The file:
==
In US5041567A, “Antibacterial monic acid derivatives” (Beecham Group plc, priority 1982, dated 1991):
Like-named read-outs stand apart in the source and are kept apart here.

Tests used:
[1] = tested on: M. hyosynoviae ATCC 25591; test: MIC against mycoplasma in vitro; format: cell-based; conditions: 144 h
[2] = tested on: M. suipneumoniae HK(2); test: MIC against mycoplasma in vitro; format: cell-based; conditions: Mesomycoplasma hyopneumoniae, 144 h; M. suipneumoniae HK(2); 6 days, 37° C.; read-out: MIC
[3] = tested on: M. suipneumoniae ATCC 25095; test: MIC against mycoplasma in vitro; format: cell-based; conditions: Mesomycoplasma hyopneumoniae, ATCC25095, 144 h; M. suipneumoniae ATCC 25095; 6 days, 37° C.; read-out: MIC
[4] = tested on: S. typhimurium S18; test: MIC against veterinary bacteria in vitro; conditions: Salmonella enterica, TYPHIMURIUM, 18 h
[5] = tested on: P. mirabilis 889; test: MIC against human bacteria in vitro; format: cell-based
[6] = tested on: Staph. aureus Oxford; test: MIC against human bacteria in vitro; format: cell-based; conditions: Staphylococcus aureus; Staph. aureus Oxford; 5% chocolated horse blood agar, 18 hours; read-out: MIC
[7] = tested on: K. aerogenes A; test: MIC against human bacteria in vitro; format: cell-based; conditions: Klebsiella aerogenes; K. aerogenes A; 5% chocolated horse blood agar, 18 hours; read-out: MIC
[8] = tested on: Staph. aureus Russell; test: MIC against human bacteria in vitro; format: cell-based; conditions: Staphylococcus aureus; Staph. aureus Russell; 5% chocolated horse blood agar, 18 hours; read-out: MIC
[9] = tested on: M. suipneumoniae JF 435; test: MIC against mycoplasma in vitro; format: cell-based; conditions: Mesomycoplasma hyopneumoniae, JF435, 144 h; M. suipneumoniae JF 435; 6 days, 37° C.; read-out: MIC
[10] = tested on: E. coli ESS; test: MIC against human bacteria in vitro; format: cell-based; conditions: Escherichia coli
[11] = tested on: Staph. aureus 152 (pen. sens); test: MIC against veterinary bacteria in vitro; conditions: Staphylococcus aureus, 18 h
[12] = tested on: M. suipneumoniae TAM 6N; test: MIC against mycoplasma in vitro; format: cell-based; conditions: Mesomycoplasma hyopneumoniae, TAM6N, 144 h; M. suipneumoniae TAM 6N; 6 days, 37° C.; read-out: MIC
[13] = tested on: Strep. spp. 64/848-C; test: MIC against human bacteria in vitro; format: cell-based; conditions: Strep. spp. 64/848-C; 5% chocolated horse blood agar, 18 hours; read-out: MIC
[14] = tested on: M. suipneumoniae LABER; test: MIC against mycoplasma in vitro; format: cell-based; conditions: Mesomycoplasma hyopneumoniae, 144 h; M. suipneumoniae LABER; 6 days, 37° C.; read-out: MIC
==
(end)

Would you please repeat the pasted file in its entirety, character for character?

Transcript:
In US5041567A, “Antibacterial monic acid derivatives” (Beecham Group plc, priority 1982, dated 1991):
Like-named read-outs stand apart in the source and are kept apart here.

Tests used:
[1] = tested on: M. hyosynoviae ATCC 25591; test: MIC against mycoplasma in vitro; format: cell-based; conditions: 144 h
[2] = tested on: M. suipneumoniae HK(2); test: MIC against mycoplasma in vitro; format: cell-based; conditions: Mesomycoplasma hyopneumoniae, 144 h; M. suipneumoniae HK(2); 6 days, 37° C.; read-out: MIC
[3] = tested on: M. suipneumoniae ATCC 25095; test: MIC against mycoplasma in vitro; format: cell-based; conditions: Mesomycoplasma hyopneumoniae, ATCC25095, 144 h; M. suipneumoniae ATCC 25095; 6 days, 37° C.; read-out: MIC
[4] = tested on: S. typhimurium S18; test: MIC against veterinary bacteria in vitro; conditions: Salmonella enterica, TYPHIMURIUM, 18 h
[5] = tested on: P. mirabilis 889; test: MIC against human bacteria in vitro; format: cell-based
[6] = tested on: Staph. aureus Oxford; test: MIC against human bacteria in vitro; format: cell-based; conditions: Staphylococcus aureus; Staph. aureus Oxford; 5% chocolated horse blood agar, 18 hours; read-out: MIC
[7] = tested on: K. aerogenes A; test: MIC against human bacteria in vitro; format: cell-based; conditions: Klebsiella aerogenes; K. aerogenes A; 5% chocolated horse blood agar, 18 hours; read-out: MIC
[8] = tested on: Staph. aureus Russell; test: MIC against human bacteria in vitro; format: cell-based; conditions: Staphylococcus aureus; Staph. aureus Russell; 5% chocolated horse blood agar, 18 hours; read-out: MIC
[9] = tested on: M. suipneumoniae JF 435; test: MIC against mycoplasma in vitro; format: cell-based; conditions: Mesomycoplasma hyopneumoniae, JF435, 144 h; M. suipneumoniae JF 435; 6 days, 37° C.; read-out: MIC
[10] = tested on: E. coli ESS; test: MIC against human bacteria in vitro; format: cell-based; conditions: Escherichia coli
[11] = tested on: Staph. aureus 152 (pen. sens); test: MIC against veterinary bacteria in vitro; conditions: Staphylococcus aureus, 18 h
[12] = tested on: M. suipneumoniae TAM 6N; test: MIC against mycoplasma in vitro; format: cell-based; conditions: Mesomycoplasma hyopneumoniae, TAM6N, 144 h; M. suipneumoniae TAM 6N; 6 days, 37° C.; read-out: MIC
[13] = tested on: Strep. spp. 64/848-C; test: MIC against human bacteria in vitro; format: cell-based; conditions: Strep. spp. 64/848-C; 5% chocolated horse blood agar, 18 hours; read-out: MIC
[14] = tested on: M. suipneumoniae LABER; test: MIC against mycoplasma in vitro; format: cell-based; conditions: Mesomycoplasma hyopneumoniae, 144 h; M. suipneumoniae LABER; 6 days, 37° C.; read-out: MIC